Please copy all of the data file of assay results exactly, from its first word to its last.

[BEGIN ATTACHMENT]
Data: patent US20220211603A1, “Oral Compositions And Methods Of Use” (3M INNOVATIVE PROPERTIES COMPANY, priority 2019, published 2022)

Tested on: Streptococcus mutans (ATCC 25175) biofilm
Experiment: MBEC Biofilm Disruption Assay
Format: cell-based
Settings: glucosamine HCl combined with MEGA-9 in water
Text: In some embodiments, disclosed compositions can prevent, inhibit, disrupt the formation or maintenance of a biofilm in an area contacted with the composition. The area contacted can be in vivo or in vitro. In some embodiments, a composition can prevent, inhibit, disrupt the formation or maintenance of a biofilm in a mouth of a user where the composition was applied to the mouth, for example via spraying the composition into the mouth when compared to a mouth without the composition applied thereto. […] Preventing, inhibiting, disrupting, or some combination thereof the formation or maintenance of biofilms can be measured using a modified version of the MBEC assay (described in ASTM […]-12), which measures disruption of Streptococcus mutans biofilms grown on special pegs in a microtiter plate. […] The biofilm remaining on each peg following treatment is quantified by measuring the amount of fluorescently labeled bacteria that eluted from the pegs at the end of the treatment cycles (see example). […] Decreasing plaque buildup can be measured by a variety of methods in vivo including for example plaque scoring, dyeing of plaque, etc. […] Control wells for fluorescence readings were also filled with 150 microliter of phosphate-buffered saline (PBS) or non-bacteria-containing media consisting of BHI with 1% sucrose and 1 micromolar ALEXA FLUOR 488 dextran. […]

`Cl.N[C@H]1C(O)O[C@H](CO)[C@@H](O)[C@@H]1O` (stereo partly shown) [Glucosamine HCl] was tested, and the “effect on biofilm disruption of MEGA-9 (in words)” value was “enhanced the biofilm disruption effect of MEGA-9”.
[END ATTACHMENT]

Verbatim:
Data: patent US20220211603A1, “Oral Compositions And Methods Of Use” (3M INNOVATIVE PROPERTIES COMPANY, priority 2019, published 2022)

Tested on: Streptococcus mutans (ATCC 25175) biofilm
Experiment: MBEC Biofilm Disruption Assay
Format: cell-based
Settings: glucosamine HCl combined with MEGA-9 in water
Text: In some embodiments, disclosed compositions can prevent, inhibit, disrupt the formation or maintenance of a biofilm in an area contacted with the composition. The area contacted can be in vivo or in vitro. In some embodiments, a composition can prevent, inhibit, disrupt the formation or maintenance of a biofilm in a mouth of a user where the composition was applied to the mouth, for example via spraying the composition into the mouth when compared to a mouth without the composition applied thereto. […] Preventing, inhibiting, disrupting, or some combination thereof the formation or maintenance of biofilms can be measured using a modified version of the MBEC assay (described in ASTM […]-12), which measures disruption of Streptococcus mutans biofilms grown on special pegs in a microtiter plate. […] The biofilm remaining on each peg following treatment is quantified by measuring the amount of fluorescently labeled bacteria that eluted from the pegs at the end of the treatment cycles (see example). […] Decreasing plaque buildup can be measured by a variety of methods in vivo including for example plaque scoring, dyeing of plaque, etc. […] Control wells for fluorescence readings were also filled with 150 microliter of phosphate-buffered saline (PBS) or non-bacteria-containing media consisting of BHI with 1% sucrose and 1 micromolar ALEXA FLUOR 488 dextran. […]

`Cl.N[C@H]1C(O)O[C@H](CO)[C@@H](O)[C@@H]1O` (stereo partly shown) [Glucosamine HCl] was tested, and the “effect on biofilm disruption of MEGA-9 (in words)” value was “enhanced the biofilm disruption effect of MEGA-9”.